NASCAR Postpones Two-Day Short Track Package Test; Changes Venue to Richmond Raceway
After expected inclement weather, the two-day short track package test session planned for July 17th and 18th has been moved to July 31st and August 1st, and will now take place at Richmond Raceway.
UPDATE (JULY 14):
With inclement weather expected to hit New Hampshire Motor Speedway this weekend, NASCAR has elected to make a change to its testing schedule.
A two-day test session, which the sanctioning body scheduled to test a brand-new short track package, has been postponed from its original date of July 17th and 18th.
Plus, in order to better correspond with the NASCAR Cup Series schedule, the sanctioning body has chosen to move the test to Richmond Raceway, where the series is scheduled to visit later this month.
As such, the test session will now take place on Monday, July 31st, and Tuesday, August 1st - directly following the venue's second NASCAR Cup Series event of 2023.
The six-driver roster for the test session is expected to remain the same.
ORIGINAL STORY (JULY 10):
After much discussion throughout the NASCAR Cup Series garage this past weekend, NASCAR has announced the scheduling of a two-day test session at New Hampshire Motor Speedway on July 17 and 18.
While the sanctioning body has yet to officially confirm the purpose of the test session, it is widely believed that the session is meant to be the next step in cultivating an improved aero package for the short tracks and road courses.
Christopher Bell (Joe Gibbs Racing), Harrison Buton (Wood Brothers Racing), William Byron (Hendrick Motorsports), Justin Haley (Kaulig Racing), Ryan Preece (Stewart-Haas Racing), and Erik Jones (LEGACY MOTOR CLUB) will be present at the test session.
Asked about the changes implemented for the session, Bell, the only current Toyota driver scheduled to participate in the test session, says the data that has been provided on the new package looks 'definitely optimistic'.
"The way that I understand it is we have made a splitter that creates lift in clean air, and the goal is, whenever you get into traffic and you lose air flow to your splitter, you would essentially have more downforce than you would by yourself," Bell explained.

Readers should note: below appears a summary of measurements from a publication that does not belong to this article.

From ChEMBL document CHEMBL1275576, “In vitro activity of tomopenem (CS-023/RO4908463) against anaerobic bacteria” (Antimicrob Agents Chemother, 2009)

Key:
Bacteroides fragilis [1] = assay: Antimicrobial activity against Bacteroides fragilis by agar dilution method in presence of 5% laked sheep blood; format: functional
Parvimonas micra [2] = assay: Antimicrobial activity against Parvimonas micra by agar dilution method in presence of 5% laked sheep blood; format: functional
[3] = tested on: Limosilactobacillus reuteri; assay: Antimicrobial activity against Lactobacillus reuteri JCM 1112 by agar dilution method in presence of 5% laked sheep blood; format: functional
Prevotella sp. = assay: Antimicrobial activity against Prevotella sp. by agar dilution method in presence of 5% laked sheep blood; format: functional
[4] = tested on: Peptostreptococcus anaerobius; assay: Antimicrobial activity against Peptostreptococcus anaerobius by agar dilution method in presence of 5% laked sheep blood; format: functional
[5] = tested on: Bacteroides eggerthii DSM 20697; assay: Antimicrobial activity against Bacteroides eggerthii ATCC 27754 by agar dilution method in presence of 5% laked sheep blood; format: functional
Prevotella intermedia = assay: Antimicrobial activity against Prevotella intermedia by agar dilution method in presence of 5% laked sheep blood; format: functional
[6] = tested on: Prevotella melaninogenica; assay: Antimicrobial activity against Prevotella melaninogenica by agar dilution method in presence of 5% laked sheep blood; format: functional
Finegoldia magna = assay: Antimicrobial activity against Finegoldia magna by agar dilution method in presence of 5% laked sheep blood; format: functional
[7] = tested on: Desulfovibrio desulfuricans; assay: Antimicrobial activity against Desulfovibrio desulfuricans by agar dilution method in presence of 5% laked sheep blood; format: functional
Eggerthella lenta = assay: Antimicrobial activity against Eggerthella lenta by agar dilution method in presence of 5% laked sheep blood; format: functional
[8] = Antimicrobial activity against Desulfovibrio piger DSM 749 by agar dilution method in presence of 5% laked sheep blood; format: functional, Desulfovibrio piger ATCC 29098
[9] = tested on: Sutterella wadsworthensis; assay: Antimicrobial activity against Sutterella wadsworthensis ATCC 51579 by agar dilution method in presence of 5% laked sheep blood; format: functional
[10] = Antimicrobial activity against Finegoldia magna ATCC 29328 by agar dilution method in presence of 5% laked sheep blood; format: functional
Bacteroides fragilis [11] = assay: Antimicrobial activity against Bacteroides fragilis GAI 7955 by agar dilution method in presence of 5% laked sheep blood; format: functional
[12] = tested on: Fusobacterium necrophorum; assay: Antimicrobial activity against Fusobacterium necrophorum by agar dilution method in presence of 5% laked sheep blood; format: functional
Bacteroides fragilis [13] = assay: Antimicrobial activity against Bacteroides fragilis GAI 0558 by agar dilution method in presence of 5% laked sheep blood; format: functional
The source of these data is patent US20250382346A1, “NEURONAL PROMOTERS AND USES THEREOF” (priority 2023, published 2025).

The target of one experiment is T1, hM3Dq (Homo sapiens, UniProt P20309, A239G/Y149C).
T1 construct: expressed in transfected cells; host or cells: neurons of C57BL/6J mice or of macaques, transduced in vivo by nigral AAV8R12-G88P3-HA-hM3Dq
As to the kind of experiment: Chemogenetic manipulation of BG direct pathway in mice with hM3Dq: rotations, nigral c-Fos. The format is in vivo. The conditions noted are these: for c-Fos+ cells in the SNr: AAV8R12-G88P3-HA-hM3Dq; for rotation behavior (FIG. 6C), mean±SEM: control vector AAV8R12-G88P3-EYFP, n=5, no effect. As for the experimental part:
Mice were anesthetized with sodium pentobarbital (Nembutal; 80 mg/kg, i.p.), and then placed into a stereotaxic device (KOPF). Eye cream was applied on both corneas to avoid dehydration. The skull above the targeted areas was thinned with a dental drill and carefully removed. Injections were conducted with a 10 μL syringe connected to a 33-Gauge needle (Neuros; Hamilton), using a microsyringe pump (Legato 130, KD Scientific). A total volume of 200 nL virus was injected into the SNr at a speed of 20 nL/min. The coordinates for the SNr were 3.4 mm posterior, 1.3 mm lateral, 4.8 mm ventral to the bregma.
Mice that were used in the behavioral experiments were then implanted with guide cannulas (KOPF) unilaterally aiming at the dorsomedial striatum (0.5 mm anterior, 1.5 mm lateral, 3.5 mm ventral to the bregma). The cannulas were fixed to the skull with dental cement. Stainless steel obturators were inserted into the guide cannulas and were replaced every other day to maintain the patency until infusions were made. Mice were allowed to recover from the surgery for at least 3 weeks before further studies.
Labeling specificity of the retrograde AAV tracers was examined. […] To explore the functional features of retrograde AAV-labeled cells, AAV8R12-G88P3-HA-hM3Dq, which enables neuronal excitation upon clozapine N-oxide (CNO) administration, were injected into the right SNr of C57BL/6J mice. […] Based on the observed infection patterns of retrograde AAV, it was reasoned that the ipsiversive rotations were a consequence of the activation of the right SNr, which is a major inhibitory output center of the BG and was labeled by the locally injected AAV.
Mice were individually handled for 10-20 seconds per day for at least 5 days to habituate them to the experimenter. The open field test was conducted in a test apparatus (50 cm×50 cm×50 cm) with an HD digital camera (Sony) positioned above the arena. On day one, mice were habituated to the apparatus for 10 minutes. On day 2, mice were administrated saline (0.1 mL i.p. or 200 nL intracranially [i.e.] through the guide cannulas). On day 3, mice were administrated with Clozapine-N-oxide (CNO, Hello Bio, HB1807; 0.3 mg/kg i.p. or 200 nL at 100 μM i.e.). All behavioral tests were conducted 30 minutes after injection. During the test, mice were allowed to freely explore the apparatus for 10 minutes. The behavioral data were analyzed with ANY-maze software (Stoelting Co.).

William Byron, a four-time winner in the NASCAR Cup Series this season, says that the front splitter change being made to the vehicles for the two-day test in New Hampshire is expected to take away more than 50% of the downforce.
"It's quite a bit different than what we have now," Byron said. "So, it should change everything really, how it affects the car. Hopefully, that leads to good passing and good racing, hopefully, in the test we can race around each other."
"I just hope it's not too bad to drive by yourself, to where you're on pins and needles out there," Byron continued. "I hope that it's a good change, that you can make laps by yourself, and you can race hard with others and not feel the effects as much."
Ryan Preece, driver of the No. 41 for Stewart-Haas Racing, echoed the sentiments of Byron, saying: "I just want to create great racing for the fans, great racing for us drivers where we have to work really hard, and we can pass if we have a better car than somebody in front of us. We're all working hard to accomplish that."
At the end of the two-day testing session at New Hampshire next week, the hope is to have an improved short track package for NASCAR's premier series, or at least a direction to further travel in that would provide improved racing on the series' smaller tracks in the coming years.
Image Courtesy of James Gilbert, Getty Images